Sunday, September 11, 2011

Pencil Grip

How important is pencil grip?  "Back in the day" we always changed a child's pencil grip to the standard tripod.  We had a child pretend a pencil was a car.  We told them to put the chubby mom (thumb) in the front seat with the tall skinny daddy (pointer finger) - to hold the pencil -  and then to put the three children in the back (other three fingers).  When we saw children not using the correct grip, we physically changed their fingers and insisted on the proper pencil position when writing.
Then we went through a period in education when we only seemed to care if a child could write, regardless of the way that he held the pencil or marker.  During this same period handwriting practice also seemed to be de-emphasized and we rarely actually worked on daily handwriting practice in the early grades. Instead the emphasis was on the writing process and the thought that went into the writing instead of the handwriting itself.  My own son came through school during this period.  Last week a photographer took this picture below of him signing an autograph at a baseball game and you can see that his pencil grip was never "fixed."  However, he has beautiful handwriting as fine motor skills come easy for him!
So now I wonder... how important is pencil grip really?  The pendulum seems to be swinging again to an emphasis on correct grip and handwriting practice.  I have used several different pencil grips in the past, usually recommended by occupational therapists who are trying their best to help my students who really struggle with writing.  I guess I will still continue to show students the proper grip, especially when they struggle with writing, and I will also show their parents the correct grip and reinforce as changes are made, because I know that pencil grip is extrememly hard to change after a child reaches age 6.  Certainly we now teach handwriting in Kindergarten and then reinforce it again in first grade with more enthusiasm and rigor than we did even five years ago.  Maybe this generation will have neater handwriting... or maybe we should just teach them proper keyboard placement!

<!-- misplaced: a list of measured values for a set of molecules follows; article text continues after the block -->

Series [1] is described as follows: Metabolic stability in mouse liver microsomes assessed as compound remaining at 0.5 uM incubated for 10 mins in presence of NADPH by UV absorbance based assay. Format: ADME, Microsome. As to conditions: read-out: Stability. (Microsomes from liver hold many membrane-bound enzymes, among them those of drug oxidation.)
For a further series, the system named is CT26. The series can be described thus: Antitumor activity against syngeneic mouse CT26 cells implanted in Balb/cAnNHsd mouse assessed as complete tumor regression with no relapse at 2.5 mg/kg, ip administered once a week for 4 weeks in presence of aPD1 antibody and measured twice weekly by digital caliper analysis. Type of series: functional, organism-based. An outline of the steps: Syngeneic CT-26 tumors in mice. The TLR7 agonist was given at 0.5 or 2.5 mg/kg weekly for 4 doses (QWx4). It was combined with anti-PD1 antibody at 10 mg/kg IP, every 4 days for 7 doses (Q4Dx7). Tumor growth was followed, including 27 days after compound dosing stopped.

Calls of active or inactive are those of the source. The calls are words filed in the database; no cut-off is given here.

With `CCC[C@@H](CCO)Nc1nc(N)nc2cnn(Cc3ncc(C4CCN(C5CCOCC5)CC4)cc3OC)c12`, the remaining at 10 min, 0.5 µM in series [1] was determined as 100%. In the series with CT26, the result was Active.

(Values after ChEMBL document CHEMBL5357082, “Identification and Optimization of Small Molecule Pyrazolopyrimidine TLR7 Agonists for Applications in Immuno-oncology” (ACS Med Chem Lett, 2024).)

2 comments:

Suzanne said...

Interesting post. I know I don't have very good handwriting, yet I hold my pencil correctly. I also had daily handwriting practice from K-3rd grade. In fact, I remember having straight A's one time except for my B in handwriting on my report card.

My oldest son holds his pencil correctly, too. His handwriting I like to refer to as chicken scratch, though I can read it. My youngest son has the best handwriting, yet he holds his pencil incorrectly. He grips it like your first photo shows with all his fingers pulled toward the lead. Go figure!

Dee Dee Tamburrino said...

Personally, I have been told many times that I have really nice handwriting. As a kid, I tried hard to write like a left-handed child would (overhand curl and dragging your fist across the paper). I thought it was cool.

After several attempts at learning cursive, I gave up and now have a mixture of manuscript and cursive that seems to suit my style.

I am going to pass this blog post along to Mr. Tamburrino who has now been moved from a second grade position to a kingergarten co-teach. He was an architectural drafter before entering the teaching profession and he can write three different ways!

Thanks for sharing the post. The photo of your son's grip cracks me up!! I'll have to pay closer attention to his script the next time I see him.